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There are thousands of winners and losers among employees, from the bottom of the ranks to the boardrooms, now that the government is calling into question the creation of the new American Airlines. Rightly or wrongly, the whole thing is a mess.
About 1,000 white-collar employees with jobs on the block at US Airways Group Inc. and American Airlines got a temporary reprieve when the U.S. government sued to block the carriers’ planned $14 billion merger.
Consolidating headquarters staffs is just one of the many tasks put on hold by the U.S. lawsuit. A new stock ticker, reconstituted board and US Airways Chief Executive Officer Doug Parker’s move to run American are all in limbo after the Justice Department said the deal would boost fares and harm consumers.
“There’s a whole series of dimensions to how this screws things up,” said Robert Mann, president of aviation consultant R.W. Mann & Co. “You have people who were announced out the door who you still need to run operations — except now some might be gone. There’s a whole group identified as their replacements, who now will be sitting on their hands for months.”
A number of managers, including American Chief Commercial Officer Virasb Vahidi, have been told they won’t join a merged carrier. Some workers from Tempe, Arizona-based US Airways face deadlines to accept a transfer or already have bought houses in Texas, where the company will keep American’s Fort Worth home.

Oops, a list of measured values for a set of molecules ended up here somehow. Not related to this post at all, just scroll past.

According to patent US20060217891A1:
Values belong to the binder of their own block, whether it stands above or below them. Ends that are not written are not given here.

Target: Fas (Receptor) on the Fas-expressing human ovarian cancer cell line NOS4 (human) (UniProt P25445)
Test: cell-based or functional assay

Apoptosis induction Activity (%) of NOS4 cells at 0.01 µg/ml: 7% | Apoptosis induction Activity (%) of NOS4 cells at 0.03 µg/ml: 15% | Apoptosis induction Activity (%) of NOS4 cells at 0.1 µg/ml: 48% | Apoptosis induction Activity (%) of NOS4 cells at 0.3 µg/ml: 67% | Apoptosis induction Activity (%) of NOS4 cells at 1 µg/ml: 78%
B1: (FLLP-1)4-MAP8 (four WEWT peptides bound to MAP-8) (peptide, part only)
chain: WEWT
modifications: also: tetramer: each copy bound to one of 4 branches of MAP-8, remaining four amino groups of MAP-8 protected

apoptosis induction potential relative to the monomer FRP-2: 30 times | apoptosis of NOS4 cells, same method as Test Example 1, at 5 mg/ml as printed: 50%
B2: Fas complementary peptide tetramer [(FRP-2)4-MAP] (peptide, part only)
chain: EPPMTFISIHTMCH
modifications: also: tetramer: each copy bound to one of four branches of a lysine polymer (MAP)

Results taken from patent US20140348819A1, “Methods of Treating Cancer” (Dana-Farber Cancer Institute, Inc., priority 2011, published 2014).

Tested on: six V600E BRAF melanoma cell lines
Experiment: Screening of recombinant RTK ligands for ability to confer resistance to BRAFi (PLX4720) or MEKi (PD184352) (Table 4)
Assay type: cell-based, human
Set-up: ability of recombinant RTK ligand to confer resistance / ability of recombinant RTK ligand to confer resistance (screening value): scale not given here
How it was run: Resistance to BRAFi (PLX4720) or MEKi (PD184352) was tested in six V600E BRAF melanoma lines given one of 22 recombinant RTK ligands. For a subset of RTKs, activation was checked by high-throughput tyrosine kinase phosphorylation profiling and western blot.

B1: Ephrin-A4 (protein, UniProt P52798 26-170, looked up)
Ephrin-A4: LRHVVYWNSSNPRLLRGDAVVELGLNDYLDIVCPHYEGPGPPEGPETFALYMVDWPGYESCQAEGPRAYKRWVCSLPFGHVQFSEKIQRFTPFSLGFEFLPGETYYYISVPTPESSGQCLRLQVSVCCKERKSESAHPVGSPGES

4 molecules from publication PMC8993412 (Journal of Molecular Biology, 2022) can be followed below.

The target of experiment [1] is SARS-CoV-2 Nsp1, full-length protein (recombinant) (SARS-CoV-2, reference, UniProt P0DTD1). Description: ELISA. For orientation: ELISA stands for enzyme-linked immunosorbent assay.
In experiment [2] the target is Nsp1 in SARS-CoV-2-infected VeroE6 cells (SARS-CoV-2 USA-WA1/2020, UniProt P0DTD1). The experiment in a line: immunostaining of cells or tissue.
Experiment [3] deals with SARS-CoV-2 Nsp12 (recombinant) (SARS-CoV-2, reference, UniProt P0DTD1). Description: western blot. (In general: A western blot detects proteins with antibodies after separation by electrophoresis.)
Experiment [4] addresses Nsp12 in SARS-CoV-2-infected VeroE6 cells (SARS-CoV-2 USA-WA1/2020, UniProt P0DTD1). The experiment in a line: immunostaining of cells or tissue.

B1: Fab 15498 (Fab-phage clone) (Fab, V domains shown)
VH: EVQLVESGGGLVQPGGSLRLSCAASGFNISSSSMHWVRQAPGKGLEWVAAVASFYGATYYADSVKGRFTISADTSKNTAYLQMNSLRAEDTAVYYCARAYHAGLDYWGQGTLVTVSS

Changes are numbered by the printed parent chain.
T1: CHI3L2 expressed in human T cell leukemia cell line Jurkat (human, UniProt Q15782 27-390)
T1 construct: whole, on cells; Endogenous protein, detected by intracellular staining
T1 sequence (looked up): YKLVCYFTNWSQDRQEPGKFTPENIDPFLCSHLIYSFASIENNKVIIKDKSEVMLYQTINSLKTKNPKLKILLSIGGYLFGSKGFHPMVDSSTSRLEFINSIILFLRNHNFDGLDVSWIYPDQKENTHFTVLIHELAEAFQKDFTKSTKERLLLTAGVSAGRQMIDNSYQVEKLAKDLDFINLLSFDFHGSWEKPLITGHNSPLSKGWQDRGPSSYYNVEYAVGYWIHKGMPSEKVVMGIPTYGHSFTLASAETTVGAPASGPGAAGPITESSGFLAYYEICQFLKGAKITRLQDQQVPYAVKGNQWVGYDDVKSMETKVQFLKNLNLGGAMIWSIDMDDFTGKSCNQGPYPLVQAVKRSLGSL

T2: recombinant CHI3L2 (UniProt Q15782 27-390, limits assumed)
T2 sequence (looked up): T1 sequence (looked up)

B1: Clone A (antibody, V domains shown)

No one has been laid off or moved yet as part of the management shuffle, the airlines said. With no third-quarter closing for a tie-up creating the world’s largest carrier, the 1,000 white-collar jobs targeted by Parker for elimination remain up in the air.
“Nothing can be implemented without the merger being executed,” Mike Trevino, an American spokesman, said yesterday. “It was made abundantly clear that appointments were contingent upon the merger.”
That includes Parker, President Scott Kirby and others from US Airways’ executive group assuming control. American CEO Tom Horton stays on the job instead of ceding that title and taking on the chairmanship until the first shareholder meeting of the new company.
Also unsettled is the bankruptcy case of American parent AMR Corp. The U.S. acted just two days before a U.S. Bankruptcy Court hearing yesterday intended to confirm an AMR restructuring plan built around the U.S. Airways tie-up.
“This was Plan A,” said Rob Pickels, an analyst at Fairport, New York-based Manning & Napier Inc., whose holdings include US Airways. “We really don’t know what Plan B is.
While changes such as installing the 12 announced directors for a combined board and unveiling a ticker for the rechristened American Airlines Group Inc. are being put off, the airlines say their 29 merger-integration teams will keep working.